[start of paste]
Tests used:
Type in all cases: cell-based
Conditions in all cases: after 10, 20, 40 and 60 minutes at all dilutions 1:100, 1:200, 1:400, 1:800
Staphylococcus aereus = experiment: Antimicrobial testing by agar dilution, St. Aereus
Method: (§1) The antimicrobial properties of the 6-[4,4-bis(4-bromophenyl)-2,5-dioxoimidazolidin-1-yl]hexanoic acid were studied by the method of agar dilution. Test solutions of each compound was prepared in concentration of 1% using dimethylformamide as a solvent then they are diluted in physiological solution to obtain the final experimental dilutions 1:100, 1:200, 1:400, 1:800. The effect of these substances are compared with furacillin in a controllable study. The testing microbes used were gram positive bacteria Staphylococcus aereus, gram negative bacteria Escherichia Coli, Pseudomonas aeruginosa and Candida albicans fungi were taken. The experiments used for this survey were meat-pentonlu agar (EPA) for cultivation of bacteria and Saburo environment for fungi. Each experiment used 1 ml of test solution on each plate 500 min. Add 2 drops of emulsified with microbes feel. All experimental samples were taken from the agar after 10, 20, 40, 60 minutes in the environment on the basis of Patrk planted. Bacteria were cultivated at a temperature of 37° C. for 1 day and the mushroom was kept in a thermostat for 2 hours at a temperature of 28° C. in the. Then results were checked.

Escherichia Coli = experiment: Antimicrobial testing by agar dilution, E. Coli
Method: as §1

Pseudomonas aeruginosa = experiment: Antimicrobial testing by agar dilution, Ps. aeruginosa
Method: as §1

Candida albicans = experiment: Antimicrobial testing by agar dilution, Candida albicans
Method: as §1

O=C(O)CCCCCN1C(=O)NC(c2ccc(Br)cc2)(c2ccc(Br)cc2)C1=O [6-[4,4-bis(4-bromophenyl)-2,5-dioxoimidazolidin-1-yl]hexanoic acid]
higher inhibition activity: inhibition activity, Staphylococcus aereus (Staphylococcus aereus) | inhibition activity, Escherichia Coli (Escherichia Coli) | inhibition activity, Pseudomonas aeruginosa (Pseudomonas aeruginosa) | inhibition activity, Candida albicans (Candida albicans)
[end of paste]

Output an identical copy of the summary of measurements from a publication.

Tests used:
Type in all cases: cell-based
Conditions in all cases: after 10, 20, 40 and 60 minutes at all dilutions 1:100, 1:200, 1:400, 1:800
Staphylococcus aereus = experiment: Antimicrobial testing by agar dilution, St. Aereus
Method: (§1) The antimicrobial properties of the 6-[4,4-bis(4-bromophenyl)-2,5-dioxoimidazolidin-1-yl]hexanoic acid were studied by the method of agar dilution. Test solutions of each compound was prepared in concentration of 1% using dimethylformamide as a solvent then they are diluted in physiological solution to obtain the final experimental dilutions 1:100, 1:200, 1:400, 1:800. The effect of these substances are compared with furacillin in a controllable study. The testing microbes used were gram positive bacteria Staphylococcus aereus, gram negative bacteria Escherichia Coli, Pseudomonas aeruginosa and Candida albicans fungi were taken. The experiments used for this survey were meat-pentonlu agar (EPA) for cultivation of bacteria and Saburo environment for fungi. Each experiment used 1 ml of test solution on each plate 500 min. Add 2 drops of emulsified with microbes feel. All experimental samples were taken from the agar after 10, 20, 40, 60 minutes in the environment on the basis of Patrk planted. Bacteria were cultivated at a temperature of 37° C. for 1 day and the mushroom was kept in a thermostat for 2 hours at a temperature of 28° C. in the. Then results were checked.

Escherichia Coli = experiment: Antimicrobial testing by agar dilution, E. Coli
Method: as §1

Pseudomonas aeruginosa = experiment: Antimicrobial testing by agar dilution, Ps. aeruginosa
Method: as §1

Candida albicans = experiment: Antimicrobial testing by agar dilution, Candida albicans
Method: as §1

O=C(O)CCCCCN1C(=O)NC(c2ccc(Br)cc2)(c2ccc(Br)cc2)C1=O [6-[4,4-bis(4-bromophenyl)-2,5-dioxoimidazolidin-1-yl]hexanoic acid]
higher inhibition activity: inhibition activity, Staphylococcus aereus (Staphylococcus aereus) | inhibition activity, Escherichia Coli (Escherichia Coli) | inhibition activity, Pseudomonas aeruginosa (Pseudomonas aeruginosa) | inhibition activity, Candida albicans (Candida albicans)